The cost per boat was 800/- and it could accommodate four people at max. We boarded the boat and went towards an island full of colourful stones. Don’t be mistaken! The place was really beautiful with an incredible view of the island. Unfortunately, we had seen the pictures of the Dawki river during the non-monsoon days. That's why we were not satisfied with the current view.
It was time to visit Asia’s cleanest village Mawlennyong. On the way, we saw a long fencing wall. Well, it was the Indo-Bangladesh border. Bangladesh was on its other side. Wow, the entire country was just a few meters from me. Who cares even if it was just Bangladesh :P. On our way, we saw two gigantic waterfalls named BOP FALL1 and BOP FALL2. The flow of the water looked insane and it was still a pre-monsoon times! During June-July, the water would fall on the bridge which was at least 20 meters higher and 50 meters away from the fall. Would you believe it?
Mawlennyong was awarded the cleanest village in Asia! As soon as we reached there we came to know why. It was a well-planned village with greenery around the place. The Houses were colourful with dustbins infront of them. We took lunch at one of the local Dhaba of the village. We had non-veg thali which included rice, salads, dal, vegetables and delicious chicken. After a village tour, I realized this village should be considered a role model for the rest of the villages. Trust me, they hadn’t done anything special there. Just the People of that village were less currupt and more responsible.
Single Decker Living Root Bridge was a few kilometres from the village. Compared to the Cherapunjji, it was a much shorter bridge and not at all scary. It was a pleasant site with an incredible view. The route which took us to the bridge was not difficult and hardly had 200+ steps. Hence, the satisfaction of seeing or walking on it was lesser compared to the double-decker root bridge trek. We walked on it and reached the other side of the stream. We sat on the edge of the rock so that we could keep our feet inside the cold water. It felt so relaxing! We sat there for a while and admired the incredible view of the single living root bridge.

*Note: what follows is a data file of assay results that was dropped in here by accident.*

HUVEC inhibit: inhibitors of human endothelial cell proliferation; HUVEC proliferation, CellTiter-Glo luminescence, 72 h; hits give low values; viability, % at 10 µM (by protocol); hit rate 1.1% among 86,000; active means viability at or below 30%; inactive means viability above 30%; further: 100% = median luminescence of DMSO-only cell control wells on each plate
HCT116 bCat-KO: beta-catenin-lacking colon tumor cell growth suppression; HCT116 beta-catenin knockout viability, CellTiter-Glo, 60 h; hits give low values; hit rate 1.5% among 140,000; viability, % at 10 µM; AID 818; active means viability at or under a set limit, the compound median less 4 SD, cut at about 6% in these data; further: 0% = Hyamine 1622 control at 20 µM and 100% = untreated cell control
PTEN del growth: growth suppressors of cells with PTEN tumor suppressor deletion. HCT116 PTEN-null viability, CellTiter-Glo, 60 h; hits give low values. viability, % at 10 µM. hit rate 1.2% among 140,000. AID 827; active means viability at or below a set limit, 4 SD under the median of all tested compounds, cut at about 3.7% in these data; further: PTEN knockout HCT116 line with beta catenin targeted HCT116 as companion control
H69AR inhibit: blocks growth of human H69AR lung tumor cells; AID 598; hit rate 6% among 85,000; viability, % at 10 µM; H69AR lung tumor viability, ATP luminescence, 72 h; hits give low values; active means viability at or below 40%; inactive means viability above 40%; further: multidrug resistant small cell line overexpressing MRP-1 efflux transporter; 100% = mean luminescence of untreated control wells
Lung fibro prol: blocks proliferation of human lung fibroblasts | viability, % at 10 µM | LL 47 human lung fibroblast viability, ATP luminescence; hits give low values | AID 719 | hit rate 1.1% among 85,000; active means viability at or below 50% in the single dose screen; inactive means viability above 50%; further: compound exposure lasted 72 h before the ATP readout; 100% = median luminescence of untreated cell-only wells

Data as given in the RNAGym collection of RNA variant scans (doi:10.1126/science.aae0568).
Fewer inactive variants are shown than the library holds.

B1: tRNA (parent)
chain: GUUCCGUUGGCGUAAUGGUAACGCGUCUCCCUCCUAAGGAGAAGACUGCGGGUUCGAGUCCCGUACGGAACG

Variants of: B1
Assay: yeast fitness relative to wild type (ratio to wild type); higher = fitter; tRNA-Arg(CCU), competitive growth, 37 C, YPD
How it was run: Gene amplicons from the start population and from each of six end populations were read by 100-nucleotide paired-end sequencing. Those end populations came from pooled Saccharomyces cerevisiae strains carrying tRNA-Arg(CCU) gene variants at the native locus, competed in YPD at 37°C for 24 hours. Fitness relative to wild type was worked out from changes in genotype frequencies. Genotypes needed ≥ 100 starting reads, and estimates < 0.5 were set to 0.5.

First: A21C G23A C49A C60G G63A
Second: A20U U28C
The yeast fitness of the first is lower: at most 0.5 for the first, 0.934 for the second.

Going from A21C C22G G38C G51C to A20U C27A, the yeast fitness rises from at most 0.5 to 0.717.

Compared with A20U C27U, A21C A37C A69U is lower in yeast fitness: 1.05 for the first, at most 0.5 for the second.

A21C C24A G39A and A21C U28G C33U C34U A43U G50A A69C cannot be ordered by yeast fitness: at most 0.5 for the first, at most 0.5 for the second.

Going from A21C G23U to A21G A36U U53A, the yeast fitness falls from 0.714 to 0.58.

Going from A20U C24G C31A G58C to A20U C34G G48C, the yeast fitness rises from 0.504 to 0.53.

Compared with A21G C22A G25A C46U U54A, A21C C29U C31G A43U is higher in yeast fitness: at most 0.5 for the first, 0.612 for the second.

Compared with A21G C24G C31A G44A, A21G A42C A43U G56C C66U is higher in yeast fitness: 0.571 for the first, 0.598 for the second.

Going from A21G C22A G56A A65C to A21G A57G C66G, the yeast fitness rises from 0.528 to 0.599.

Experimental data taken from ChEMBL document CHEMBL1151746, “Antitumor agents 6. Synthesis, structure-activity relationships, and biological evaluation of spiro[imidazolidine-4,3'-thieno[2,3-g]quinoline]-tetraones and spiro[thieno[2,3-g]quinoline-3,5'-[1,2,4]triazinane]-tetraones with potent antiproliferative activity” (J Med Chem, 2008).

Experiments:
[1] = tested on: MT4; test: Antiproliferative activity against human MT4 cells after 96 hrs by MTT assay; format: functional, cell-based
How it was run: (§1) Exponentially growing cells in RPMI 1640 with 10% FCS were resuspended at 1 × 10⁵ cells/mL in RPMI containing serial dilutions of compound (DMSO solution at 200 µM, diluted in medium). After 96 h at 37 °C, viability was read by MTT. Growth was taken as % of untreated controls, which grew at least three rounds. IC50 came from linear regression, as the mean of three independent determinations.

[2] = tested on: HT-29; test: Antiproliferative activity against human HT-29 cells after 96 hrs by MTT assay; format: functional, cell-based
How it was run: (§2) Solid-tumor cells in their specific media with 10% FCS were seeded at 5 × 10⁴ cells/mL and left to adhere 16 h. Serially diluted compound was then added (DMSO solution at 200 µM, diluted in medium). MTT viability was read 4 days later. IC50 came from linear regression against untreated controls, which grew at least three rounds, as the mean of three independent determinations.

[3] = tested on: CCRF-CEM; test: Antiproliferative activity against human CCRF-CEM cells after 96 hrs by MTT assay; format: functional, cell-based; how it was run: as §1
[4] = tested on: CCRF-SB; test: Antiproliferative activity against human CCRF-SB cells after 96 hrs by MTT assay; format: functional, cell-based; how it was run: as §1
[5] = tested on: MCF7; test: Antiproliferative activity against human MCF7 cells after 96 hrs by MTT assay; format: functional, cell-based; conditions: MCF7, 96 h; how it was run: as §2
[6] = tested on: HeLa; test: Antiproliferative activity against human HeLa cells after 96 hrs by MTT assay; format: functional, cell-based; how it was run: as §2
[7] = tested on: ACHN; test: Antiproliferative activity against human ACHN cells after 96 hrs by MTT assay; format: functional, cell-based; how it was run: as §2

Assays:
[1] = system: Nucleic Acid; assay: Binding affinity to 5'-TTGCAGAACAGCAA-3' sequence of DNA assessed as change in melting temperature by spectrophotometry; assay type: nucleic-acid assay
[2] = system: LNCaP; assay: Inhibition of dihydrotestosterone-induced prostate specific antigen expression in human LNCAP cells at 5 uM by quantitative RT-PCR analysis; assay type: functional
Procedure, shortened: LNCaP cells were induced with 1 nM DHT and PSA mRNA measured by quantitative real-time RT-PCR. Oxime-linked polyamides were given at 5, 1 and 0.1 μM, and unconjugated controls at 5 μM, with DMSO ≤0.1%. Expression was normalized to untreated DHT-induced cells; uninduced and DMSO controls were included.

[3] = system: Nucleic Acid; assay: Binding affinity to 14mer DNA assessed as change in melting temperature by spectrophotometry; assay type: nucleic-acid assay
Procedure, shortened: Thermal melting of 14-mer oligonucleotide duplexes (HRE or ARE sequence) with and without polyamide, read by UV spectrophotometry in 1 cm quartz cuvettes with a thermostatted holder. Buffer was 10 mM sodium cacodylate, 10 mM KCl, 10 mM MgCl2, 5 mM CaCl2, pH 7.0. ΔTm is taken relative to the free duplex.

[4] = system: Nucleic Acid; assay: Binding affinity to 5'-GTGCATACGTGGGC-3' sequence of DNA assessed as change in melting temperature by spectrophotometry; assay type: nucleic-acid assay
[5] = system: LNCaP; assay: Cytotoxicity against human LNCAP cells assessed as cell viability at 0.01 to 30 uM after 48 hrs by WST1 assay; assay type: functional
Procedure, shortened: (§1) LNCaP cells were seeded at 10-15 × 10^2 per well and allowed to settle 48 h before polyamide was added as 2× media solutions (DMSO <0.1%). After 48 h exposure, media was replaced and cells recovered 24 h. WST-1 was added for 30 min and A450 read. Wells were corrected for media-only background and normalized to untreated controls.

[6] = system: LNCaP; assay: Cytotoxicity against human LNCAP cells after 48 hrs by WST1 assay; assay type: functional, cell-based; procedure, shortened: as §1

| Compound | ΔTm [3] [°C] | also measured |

A day started with a beautiful but below expected Dawki river and ended with the pleasant experience of Mawlennyong village and a wonderful single living root bridge. While heading back to our hotel, we stopped by one of the restaurants in the mountains. The view from its terrace was incredible. Tasty Coffee and incredible view, what else one would need on a road!
DAY V: Sacred forest of Mwaphlang
We weren’t excited about the sacred forest of Mawsynram. But because we had an extra day we visited it. The Forest could not be visited without the guide who charged 550/- for the full trek and 350/- for the half trek.
We went for a full trek, whose distance was around 2 kilometres. at the registration desk, we paid the entry fees and got a guide. Initially, We were disappointed because our guide looked not at all fun-loving. As they said, "Never judge a book by its cover" By the time we completed the trek, we fall in love with the place and our guide was the main reason for it apart from the ancient stories.
Mawsynram forest was called the sacred for a reason. There was a local belief that one shouldn’t carry anything from the village. If someone would bring anything accidentally or knowingly from the sacred forest, he or she would be cursed and receive a bad amen. Would you dare to pick anything from this village? I won’t be bringing anything for sure!
At the entrance, we saw a tall Rudraksha tree. Even though ppl in Meghalaya were Christians, they knew according to Hinduism, that Rudraksha would be considered sacred. Hence, they treat it with respect.
The Forest was divided into THREE parts with a separate entry and exit. One should follow these rules. In ancient times, this forest was used by the villagers to make sacrifices to please the Deities. The first part of the forest was used to prepare the animal for the sacrifice. As long as a person was in this part of the forest, he could return to the village to bring the missing ingredients. We saw many standing stones and a few wide flat stones. It was believed that in ancient times, these tables were used to sit or prepare the animal for sacrifice. Due to earth quacks, these tables were broken.